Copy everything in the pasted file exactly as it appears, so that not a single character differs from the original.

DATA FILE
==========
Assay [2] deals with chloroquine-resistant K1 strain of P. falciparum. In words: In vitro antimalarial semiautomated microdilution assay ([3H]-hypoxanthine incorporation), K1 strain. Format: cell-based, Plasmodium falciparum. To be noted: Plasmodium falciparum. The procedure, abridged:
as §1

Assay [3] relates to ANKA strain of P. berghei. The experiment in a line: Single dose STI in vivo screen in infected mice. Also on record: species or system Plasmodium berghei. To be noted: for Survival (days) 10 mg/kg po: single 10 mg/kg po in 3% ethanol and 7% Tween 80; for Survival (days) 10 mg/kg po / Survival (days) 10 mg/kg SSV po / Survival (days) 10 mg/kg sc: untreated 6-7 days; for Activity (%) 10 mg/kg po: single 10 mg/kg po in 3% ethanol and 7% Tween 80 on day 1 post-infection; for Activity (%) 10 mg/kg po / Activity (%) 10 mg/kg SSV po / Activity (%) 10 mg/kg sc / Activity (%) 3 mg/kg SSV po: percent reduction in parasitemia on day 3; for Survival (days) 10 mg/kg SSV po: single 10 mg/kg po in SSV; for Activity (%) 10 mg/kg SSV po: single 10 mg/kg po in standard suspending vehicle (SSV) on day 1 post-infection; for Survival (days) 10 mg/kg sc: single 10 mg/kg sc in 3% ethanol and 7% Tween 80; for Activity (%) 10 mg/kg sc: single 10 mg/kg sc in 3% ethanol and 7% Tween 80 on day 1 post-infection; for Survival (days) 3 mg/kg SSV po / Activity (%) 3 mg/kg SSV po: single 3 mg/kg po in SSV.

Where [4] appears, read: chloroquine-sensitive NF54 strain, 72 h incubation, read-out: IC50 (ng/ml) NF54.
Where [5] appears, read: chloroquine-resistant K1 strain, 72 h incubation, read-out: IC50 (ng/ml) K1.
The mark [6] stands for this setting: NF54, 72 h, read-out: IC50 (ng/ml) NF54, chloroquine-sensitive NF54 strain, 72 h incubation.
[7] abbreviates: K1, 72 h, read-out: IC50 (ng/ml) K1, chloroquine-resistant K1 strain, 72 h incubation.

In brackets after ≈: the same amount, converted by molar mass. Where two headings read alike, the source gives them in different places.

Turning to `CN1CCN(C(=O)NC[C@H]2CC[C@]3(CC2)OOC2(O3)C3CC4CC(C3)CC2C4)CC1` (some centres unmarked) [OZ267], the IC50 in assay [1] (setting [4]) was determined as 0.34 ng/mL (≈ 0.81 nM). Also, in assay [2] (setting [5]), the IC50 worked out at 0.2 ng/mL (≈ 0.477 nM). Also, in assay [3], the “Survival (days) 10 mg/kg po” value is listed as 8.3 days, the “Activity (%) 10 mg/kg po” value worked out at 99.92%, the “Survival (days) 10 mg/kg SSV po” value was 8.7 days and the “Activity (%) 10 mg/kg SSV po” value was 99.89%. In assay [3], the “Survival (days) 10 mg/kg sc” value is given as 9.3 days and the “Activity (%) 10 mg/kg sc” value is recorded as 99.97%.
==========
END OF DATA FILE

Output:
Assay [2] deals with chloroquine-resistant K1 strain of P. falciparum. In words: In vitro antimalarial semiautomated microdilution assay ([3H]-hypoxanthine incorporation), K1 strain. Format: cell-based, Plasmodium falciparum. To be noted: Plasmodium falciparum. The procedure, abridged:
as §1

Assay [3] relates to ANKA strain of P. berghei. The experiment in a line: Single dose STI in vivo screen in infected mice. Also on record: species or system Plasmodium berghei. To be noted: for Survival (days) 10 mg/kg po: single 10 mg/kg po in 3% ethanol and 7% Tween 80; for Survival (days) 10 mg/kg po / Survival (days) 10 mg/kg SSV po / Survival (days) 10 mg/kg sc: untreated 6-7 days; for Activity (%) 10 mg/kg po: single 10 mg/kg po in 3% ethanol and 7% Tween 80 on day 1 post-infection; for Activity (%) 10 mg/kg po / Activity (%) 10 mg/kg SSV po / Activity (%) 10 mg/kg sc / Activity (%) 3 mg/kg SSV po: percent reduction in parasitemia on day 3; for Survival (days) 10 mg/kg SSV po: single 10 mg/kg po in SSV; for Activity (%) 10 mg/kg SSV po: single 10 mg/kg po in standard suspending vehicle (SSV) on day 1 post-infection; for Survival (days) 10 mg/kg sc: single 10 mg/kg sc in 3% ethanol and 7% Tween 80; for Activity (%) 10 mg/kg sc: single 10 mg/kg sc in 3% ethanol and 7% Tween 80 on day 1 post-infection; for Survival (days) 3 mg/kg SSV po / Activity (%) 3 mg/kg SSV po: single 3 mg/kg po in SSV.

Where [4] appears, read: chloroquine-sensitive NF54 strain, 72 h incubation, read-out: IC50 (ng/ml) NF54.
Where [5] appears, read: chloroquine-resistant K1 strain, 72 h incubation, read-out: IC50 (ng/ml) K1.
The mark [6] stands for this setting: NF54, 72 h, read-out: IC50 (ng/ml) NF54, chloroquine-sensitive NF54 strain, 72 h incubation.
[7] abbreviates: K1, 72 h, read-out: IC50 (ng/ml) K1, chloroquine-resistant K1 strain, 72 h incubation.

In brackets after ≈: the same amount, converted by molar mass. Where two headings read alike, the source gives them in different places.

Turning to `CN1CCN(C(=O)NC[C@H]2CC[C@]3(CC2)OOC2(O3)C3CC4CC(C3)CC2C4)CC1` (some centres unmarked) [OZ267], the IC50 in assay [1] (setting [4]) was determined as 0.34 ng/mL (≈ 0.81 nM). Also, in assay [2] (setting [5]), the IC50 worked out at 0.2 ng/mL (≈ 0.477 nM). Also, in assay [3], the “Survival (days) 10 mg/kg po” value is listed as 8.3 days, the “Activity (%) 10 mg/kg po” value worked out at 99.92%, the “Survival (days) 10 mg/kg SSV po” value was 8.7 days and the “Activity (%) 10 mg/kg SSV po” value was 99.89%. In assay [3], the “Survival (days) 10 mg/kg sc” value is given as 9.3 days and the “Activity (%) 10 mg/kg sc” value is recorded as 99.97%.